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New Romney ads: It's still the economy, stupid

September 07, 2012|By James Rainey

CHARLOTTE, N.C. -- With the Democratic National Convention concluded, Republican presidential challenger Mitt Romney released a series of new television ads tailored to show that he would help the economy more than President Obama in eight hotly contested states.

Romney's camp has always felt it would win the November election if it could keep the debate focused sharply on the economy and job creation. But that lens has grown fuzzy as the Republican stumbled on a foreign trip and got sidetracked by other issues, such as a Missouri Senate candidate's ham-handed comments about "legitimate rape" and abortion.

The 30-second ads slated for Colorado, Florida, Iowa, Nevada, New Hampshire, North Carolina, Ohio and Virginia promise changes from Obama's policies and a specific number of jobs that therefore should be created in each state. They also show some of the states Republicans know they need to win to take the White House. (Other previously hot battlegrounds, such as Wisconsin, are not included in the new ad splurge.)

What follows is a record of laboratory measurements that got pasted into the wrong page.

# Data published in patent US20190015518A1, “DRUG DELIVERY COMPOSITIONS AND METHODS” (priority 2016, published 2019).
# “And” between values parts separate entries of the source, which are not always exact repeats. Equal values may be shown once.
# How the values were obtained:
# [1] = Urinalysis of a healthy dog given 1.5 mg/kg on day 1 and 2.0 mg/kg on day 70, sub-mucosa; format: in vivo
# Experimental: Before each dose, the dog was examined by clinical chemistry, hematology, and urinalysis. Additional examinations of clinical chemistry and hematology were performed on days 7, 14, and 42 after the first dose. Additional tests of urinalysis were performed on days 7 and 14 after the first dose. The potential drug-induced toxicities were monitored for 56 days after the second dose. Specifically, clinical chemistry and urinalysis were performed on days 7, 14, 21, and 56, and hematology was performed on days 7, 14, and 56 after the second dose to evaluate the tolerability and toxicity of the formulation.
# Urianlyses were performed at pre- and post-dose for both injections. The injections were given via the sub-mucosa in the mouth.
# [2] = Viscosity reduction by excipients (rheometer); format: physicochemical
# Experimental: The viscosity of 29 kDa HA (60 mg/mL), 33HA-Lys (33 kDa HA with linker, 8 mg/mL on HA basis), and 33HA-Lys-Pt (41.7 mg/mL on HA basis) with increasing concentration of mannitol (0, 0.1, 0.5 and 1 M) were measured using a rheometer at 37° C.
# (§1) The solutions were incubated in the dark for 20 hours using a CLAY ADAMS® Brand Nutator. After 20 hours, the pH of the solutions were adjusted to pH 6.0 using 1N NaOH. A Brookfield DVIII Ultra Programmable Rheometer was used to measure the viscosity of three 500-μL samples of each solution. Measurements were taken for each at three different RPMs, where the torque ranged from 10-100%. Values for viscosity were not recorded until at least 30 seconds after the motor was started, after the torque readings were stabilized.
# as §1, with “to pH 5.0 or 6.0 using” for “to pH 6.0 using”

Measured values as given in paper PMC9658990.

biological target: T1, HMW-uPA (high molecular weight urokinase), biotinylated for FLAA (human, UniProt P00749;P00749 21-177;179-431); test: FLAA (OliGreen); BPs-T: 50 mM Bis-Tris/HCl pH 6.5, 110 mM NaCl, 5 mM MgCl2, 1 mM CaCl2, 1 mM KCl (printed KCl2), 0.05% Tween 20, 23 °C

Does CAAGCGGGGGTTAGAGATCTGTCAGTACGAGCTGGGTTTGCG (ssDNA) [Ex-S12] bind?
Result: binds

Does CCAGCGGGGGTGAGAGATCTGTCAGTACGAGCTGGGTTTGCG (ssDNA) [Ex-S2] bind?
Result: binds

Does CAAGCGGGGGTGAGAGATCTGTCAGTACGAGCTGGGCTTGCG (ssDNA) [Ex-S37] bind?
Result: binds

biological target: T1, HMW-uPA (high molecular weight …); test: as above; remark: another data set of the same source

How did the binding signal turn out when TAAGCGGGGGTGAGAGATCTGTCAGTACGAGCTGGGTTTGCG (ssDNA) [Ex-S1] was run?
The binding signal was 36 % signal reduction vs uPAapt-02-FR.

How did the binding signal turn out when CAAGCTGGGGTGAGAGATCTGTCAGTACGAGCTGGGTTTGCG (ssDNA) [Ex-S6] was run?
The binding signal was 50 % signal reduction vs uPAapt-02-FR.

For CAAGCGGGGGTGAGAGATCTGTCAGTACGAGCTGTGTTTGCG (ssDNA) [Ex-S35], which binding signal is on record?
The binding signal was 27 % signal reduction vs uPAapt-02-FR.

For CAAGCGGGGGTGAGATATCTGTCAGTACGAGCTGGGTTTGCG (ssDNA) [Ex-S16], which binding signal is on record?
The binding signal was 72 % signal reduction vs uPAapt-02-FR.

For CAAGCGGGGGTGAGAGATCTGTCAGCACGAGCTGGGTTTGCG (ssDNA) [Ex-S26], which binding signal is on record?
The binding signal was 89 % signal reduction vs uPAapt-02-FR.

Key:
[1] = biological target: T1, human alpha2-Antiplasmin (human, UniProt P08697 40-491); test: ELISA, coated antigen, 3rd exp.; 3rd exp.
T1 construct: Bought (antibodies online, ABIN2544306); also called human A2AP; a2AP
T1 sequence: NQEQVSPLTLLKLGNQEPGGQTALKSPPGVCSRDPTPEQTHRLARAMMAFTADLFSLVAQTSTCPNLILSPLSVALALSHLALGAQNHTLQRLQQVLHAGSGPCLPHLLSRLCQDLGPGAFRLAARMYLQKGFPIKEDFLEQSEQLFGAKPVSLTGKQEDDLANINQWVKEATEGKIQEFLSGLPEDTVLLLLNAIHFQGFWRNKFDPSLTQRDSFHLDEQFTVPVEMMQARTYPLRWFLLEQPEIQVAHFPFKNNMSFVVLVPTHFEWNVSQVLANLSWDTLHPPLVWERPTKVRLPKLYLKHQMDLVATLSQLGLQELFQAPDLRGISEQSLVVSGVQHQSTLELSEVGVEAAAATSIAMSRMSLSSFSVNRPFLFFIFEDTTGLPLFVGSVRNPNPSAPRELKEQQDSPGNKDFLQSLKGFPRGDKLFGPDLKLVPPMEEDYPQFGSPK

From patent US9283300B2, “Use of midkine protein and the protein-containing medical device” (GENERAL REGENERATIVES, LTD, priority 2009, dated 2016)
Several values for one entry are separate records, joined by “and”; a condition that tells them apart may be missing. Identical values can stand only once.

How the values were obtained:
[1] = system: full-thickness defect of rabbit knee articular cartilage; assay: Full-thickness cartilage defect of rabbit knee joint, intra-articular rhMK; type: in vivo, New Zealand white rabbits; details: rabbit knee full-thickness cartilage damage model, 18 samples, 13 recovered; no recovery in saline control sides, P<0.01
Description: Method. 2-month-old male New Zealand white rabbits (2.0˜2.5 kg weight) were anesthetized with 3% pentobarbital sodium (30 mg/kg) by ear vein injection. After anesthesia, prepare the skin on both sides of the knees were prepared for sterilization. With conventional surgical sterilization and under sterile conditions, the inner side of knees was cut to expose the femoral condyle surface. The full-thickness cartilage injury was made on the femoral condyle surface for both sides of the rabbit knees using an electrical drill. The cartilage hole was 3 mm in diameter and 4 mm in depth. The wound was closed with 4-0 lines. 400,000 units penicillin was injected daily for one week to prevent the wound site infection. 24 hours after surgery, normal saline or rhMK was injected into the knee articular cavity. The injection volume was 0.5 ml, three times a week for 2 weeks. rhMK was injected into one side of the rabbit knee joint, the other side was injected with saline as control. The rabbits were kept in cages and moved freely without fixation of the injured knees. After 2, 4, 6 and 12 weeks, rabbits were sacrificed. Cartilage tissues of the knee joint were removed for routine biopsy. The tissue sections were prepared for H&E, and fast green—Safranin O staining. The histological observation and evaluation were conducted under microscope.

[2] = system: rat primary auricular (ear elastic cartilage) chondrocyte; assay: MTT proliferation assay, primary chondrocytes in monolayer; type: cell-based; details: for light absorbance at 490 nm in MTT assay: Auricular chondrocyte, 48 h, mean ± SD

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The ads, titled "A Better Future," begin with video of Romney's Aug. 30 speech to the Republican National Convention. "This president can ask us to be patient," Romney says. "This president can tell us it was someone else's fault. But this president cannot tell us that you are better off today than when he took office."

A narrator then lays out Obama's alleged failings and Romney's alternative offerings. Though many of themes overlap across state, there are specific messages for each.

One ad, for Colorado, promises a reversal of "Obama defense cuts" -- actually reductions that members of both parties in Congress agreed would be imposed if they could not come up with a compromise to balance the budget. The Colorado spot promises 200,000 new jobs.

A Florida spot targets the state's swooning housing market, promising "alternatives" to foreclosure and to "end the mortgage lending freeze." In 30 seconds, there are no details on how that would happen. The ad says Romney would create 700,000 new jobs for Florida.

In an Iowa spot, the narrator talks about a "prairie fire of debt that grows over $3 billion each day." It promises 130,000 new jobs for the state. A Nevada ad bemoans the highest unemployment rate in the nation and promises to reverse it. In North Carolina, where manufacturing jobs have disappeared, the promise is to "stand up to China" on trade. 

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